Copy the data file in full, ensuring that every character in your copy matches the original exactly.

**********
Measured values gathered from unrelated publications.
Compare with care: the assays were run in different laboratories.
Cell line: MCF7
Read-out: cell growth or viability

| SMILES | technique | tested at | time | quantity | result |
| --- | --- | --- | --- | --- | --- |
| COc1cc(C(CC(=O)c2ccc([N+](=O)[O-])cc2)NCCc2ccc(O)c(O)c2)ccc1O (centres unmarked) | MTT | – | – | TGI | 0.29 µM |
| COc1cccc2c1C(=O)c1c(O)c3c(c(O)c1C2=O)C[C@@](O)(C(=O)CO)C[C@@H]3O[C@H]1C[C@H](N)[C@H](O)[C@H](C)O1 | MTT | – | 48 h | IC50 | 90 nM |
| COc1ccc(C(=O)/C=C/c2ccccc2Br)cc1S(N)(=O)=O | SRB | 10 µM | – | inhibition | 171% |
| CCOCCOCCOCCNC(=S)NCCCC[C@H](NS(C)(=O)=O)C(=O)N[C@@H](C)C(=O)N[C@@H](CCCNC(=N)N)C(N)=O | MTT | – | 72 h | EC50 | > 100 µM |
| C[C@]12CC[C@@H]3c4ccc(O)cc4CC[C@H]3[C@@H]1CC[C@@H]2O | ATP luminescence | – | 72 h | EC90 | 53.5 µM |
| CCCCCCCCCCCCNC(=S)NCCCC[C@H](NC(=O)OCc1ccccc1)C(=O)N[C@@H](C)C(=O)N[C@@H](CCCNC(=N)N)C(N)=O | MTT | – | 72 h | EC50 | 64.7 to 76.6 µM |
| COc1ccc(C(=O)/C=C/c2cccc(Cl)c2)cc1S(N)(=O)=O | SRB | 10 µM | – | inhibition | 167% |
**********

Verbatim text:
Measured values gathered from unrelated publications.
Compare with care: the assays were run in different laboratories.
Cell line: MCF7
Read-out: cell growth or viability

| SMILES | technique | tested at | time | quantity | result |
| --- | --- | --- | --- | --- | --- |
| COc1cc(C(CC(=O)c2ccc([N+](=O)[O-])cc2)NCCc2ccc(O)c(O)c2)ccc1O (centres unmarked) | MTT | – | – | TGI | 0.29 µM |
| COc1cccc2c1C(=O)c1c(O)c3c(c(O)c1C2=O)C[C@@](O)(C(=O)CO)C[C@@H]3O[C@H]1C[C@H](N)[C@H](O)[C@H](C)O1 | MTT | – | 48 h | IC50 | 90 nM |
| COc1ccc(C(=O)/C=C/c2ccccc2Br)cc1S(N)(=O)=O | SRB | 10 µM | – | inhibition | 171% |
| CCOCCOCCOCCNC(=S)NCCCC[C@H](NS(C)(=O)=O)C(=O)N[C@@H](C)C(=O)N[C@@H](CCCNC(=N)N)C(N)=O | MTT | – | 72 h | EC50 | > 100 µM |
| C[C@]12CC[C@@H]3c4ccc(O)cc4CC[C@H]3[C@@H]1CC[C@@H]2O | ATP luminescence | – | 72 h | EC90 | 53.5 µM |
| CCCCCCCCCCCCNC(=S)NCCCC[C@H](NC(=O)OCc1ccccc1)C(=O)N[C@@H](C)C(=O)N[C@@H](CCCNC(=N)N)C(N)=O | MTT | – | 72 h | EC50 | 64.7 to 76.6 µM |
| COc1ccc(C(=O)/C=C/c2cccc(Cl)c2)cc1S(N)(=O)=O | SRB | 10 µM | – | inhibition | 167% |